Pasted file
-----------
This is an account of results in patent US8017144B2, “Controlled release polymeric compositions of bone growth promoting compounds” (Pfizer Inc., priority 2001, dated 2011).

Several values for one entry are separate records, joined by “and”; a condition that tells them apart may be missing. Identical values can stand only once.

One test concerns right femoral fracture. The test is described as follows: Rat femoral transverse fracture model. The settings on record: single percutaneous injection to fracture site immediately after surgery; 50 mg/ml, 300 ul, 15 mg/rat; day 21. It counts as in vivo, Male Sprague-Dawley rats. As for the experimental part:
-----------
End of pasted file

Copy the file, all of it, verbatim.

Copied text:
This is an account of results in patent US8017144B2, “Controlled release polymeric compositions of bone growth promoting compounds” (Pfizer Inc., priority 2001, dated 2011).

Several values for one entry are separate records, joined by “and”; a condition that tells them apart may be missing. Identical values can stand only once.

One test concerns right femoral fracture. The test is described as follows: Rat femoral transverse fracture model. The settings on record: single percutaneous injection to fracture site immediately after surgery; 50 mg/ml, 300 ul, 15 mg/rat; day 21. It counts as in vivo, Male Sprague-Dawley rats. As for the experimental part: